Welcome to Legend Lore! Here we are going to explore the history of some of your favourite monsters that are in numerous board games of all kinds. Whether it be an RPG, a campaign game, or a one off card game, the folklore behind these creatures can be very helpful when adding flavour to your own games!

Today, we will be covering three classic creatures that are everywhere in fantasy worlds – the coven hags, the feral werewolves, and the ancient dragons.

But, are they as simple as the games let them on to be? Let’s find out.


Hags are known under many names – witches, covenesses, weird sisters. These old women of the woods tap into the old arcane ways, crafting runes and elixirs from cauldrons.

The old stories tell tales about cruel and trickster women who are able to disguise themselves as animals and other people to torture others. The natural world around them seems to sense their dangers – animals avoid them, fires burn green and blue around them, and water begins flowing in the wrong direction. These omens are warning signs that a witch may be hiding somewhere nearby.

Different witches have different stories. The Baba Yaga is the biggest bad, kidnapping and eating children in the night. But there are also some famous witches that were known in mythology as goddesses and gods. Freyja, in Norse Myth, was one of the first ever witches to grace the planes, able to concoct elixirs and magics of all kinds.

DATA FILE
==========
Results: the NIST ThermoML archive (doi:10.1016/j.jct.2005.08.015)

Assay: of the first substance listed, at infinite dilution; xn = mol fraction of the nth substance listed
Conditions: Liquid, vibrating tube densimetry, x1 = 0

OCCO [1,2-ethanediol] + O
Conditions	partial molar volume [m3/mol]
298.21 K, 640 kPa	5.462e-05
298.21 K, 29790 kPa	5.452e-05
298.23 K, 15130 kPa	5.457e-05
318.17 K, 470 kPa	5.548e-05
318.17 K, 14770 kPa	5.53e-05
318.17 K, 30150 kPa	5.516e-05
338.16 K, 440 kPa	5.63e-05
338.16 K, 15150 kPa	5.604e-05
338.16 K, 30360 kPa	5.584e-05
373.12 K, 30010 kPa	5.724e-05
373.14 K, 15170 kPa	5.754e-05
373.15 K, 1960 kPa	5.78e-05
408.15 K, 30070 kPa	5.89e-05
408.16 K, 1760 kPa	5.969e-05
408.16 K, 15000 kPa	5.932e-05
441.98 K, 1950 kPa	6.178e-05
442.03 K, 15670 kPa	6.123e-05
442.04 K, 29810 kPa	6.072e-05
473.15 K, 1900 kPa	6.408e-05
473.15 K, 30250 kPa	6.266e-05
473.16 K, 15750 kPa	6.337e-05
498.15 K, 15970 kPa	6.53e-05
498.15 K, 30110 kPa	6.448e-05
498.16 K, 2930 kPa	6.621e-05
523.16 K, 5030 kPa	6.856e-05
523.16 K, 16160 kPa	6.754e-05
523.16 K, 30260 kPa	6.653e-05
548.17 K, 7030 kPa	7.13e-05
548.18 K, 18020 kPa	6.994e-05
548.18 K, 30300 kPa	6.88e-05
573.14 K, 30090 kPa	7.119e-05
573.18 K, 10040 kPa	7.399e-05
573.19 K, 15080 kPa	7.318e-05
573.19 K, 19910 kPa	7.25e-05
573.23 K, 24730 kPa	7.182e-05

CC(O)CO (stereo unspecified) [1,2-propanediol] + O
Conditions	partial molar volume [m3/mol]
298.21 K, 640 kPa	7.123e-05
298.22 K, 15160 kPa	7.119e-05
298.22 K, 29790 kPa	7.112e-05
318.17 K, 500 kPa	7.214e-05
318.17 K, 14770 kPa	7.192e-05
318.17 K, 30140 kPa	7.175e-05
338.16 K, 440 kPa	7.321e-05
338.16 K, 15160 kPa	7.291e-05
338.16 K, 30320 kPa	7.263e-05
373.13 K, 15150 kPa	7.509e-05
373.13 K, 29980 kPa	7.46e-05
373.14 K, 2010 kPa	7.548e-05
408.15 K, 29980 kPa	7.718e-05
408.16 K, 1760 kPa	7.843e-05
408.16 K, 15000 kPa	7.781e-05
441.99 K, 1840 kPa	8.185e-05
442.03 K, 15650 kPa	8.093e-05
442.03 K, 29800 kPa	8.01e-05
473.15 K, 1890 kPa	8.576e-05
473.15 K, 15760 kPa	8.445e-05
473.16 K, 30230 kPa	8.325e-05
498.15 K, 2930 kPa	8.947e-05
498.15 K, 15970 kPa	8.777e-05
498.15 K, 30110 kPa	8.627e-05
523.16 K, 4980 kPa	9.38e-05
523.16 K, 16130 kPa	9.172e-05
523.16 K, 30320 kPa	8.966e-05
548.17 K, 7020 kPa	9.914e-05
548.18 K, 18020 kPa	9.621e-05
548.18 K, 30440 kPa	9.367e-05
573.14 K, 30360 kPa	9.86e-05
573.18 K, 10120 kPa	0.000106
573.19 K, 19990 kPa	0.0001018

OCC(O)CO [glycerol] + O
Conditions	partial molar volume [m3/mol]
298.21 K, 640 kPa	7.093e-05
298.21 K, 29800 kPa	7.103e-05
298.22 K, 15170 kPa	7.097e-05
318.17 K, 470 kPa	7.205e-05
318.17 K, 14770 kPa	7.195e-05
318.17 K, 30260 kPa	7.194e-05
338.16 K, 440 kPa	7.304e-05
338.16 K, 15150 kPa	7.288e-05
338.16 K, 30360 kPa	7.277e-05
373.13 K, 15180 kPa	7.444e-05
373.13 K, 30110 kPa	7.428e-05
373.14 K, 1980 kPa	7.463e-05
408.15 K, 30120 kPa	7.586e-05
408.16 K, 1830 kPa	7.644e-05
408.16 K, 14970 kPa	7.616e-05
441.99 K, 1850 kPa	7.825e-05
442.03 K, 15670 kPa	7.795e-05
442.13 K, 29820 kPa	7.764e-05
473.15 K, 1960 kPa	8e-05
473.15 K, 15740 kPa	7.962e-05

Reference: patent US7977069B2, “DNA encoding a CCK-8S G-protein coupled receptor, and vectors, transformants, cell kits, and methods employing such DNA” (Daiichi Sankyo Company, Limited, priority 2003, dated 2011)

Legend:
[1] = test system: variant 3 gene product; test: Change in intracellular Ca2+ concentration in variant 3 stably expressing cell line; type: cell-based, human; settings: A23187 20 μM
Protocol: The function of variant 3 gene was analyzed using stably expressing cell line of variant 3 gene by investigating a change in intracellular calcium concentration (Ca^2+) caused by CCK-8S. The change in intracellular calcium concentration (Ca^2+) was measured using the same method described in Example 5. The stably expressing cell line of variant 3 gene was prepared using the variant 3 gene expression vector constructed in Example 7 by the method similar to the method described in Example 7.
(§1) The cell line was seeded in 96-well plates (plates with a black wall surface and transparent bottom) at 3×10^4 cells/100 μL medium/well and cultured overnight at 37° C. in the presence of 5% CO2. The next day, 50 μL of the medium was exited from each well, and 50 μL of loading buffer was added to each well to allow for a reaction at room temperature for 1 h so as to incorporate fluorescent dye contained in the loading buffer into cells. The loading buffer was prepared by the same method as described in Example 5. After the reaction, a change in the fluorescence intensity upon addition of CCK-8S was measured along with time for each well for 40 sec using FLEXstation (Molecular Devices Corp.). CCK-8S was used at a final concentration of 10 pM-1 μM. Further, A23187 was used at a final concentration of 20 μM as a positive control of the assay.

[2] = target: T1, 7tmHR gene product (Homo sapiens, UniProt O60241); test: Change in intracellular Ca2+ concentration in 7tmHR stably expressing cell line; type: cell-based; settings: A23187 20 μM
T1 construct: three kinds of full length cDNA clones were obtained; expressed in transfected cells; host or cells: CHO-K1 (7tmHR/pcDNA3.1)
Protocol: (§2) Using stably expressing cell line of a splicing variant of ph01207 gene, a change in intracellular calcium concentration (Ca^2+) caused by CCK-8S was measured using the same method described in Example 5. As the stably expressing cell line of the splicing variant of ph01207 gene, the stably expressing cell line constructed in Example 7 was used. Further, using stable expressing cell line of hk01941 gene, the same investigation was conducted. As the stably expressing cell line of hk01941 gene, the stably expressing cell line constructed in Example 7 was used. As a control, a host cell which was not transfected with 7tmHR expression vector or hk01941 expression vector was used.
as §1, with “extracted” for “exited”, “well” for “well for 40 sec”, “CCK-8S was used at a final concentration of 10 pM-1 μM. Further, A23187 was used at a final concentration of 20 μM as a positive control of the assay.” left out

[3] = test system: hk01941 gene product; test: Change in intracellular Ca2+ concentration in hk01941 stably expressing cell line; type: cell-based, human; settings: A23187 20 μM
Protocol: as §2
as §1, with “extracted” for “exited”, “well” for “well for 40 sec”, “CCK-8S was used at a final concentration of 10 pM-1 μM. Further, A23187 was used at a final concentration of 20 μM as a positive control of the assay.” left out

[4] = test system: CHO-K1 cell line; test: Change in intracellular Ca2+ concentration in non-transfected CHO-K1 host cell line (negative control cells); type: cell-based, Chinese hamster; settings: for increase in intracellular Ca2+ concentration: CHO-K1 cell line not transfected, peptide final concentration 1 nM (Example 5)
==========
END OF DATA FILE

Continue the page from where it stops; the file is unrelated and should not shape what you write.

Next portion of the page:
However, no matter good or bad, witches and hags all have one thing in common – they love their tricks. Whether it be their relationship to fey or just leaning into the mysterious aspect of their nature, hags always have a trick up their sleeve.


Werewolves have an interesting history throughout history. More recently, we know werewolves as moody, ripped teenagers who get too involved with the vampire community. However, this was not always the case.

The old tale of werewolves is the tale of King Lycaon of Arcadia. Lycaon fell in love with a child of Zeux, and tried to impress Zeus with a large feast. However, Zeus was never satisfied – Zeus did not think Lycaon was a good match for his daughter because of Lycaon’s temper. In frustration, Lycaon tried to trick Zeus into eating human flesh, which angered the God. Zeus turned Lycaon into a wolf for his behaviour. Lycaon only transformed into a beast when his anger overtook him.

This old tale from Ovid is not the only rendition however. Bishop Patrick of Ireland tells how some Irishmen were able to turn themselves into wolves, leaving their human bodies behind. Their bodies had to be tended to, some they would leave them with their wives while the wolves went out to eat.

The Bishop looks at this tale with regard and awe, not as much harsh judgement as the tale of Lycaon. As they say – to each their own.


Dragons have seen multiple iterations across multiple different many different cultures. European dragons looks much more bestial than that of dragons from Asian cultures. Their personalities are also very different depending on locations. Western European dragons are historically known as covetous beasts, hoarding huge amounts of wealth. This comparison was easily drawn from the Biblical serpent, the one and only Satan, who tempted  In Eastern Europe, some dragons were known to have wisdom, similar to dragons in Asian cultures.

However, this is not to say that all renditions of dragons are ancient beasts. In the tale of Sigurd, a hero of Germanic legend, Sigurd’s brother Fafnir turned into a dragon due to his greed. Fafnir murdered the king, Fafnir and Sigurd’s father, in order to obtain the family hoard. Over time, Fafnir began to change, before Sigurd found his brother transformed into a large serpent.

I guess family reunions are awkward for everybody sometimes, huh?

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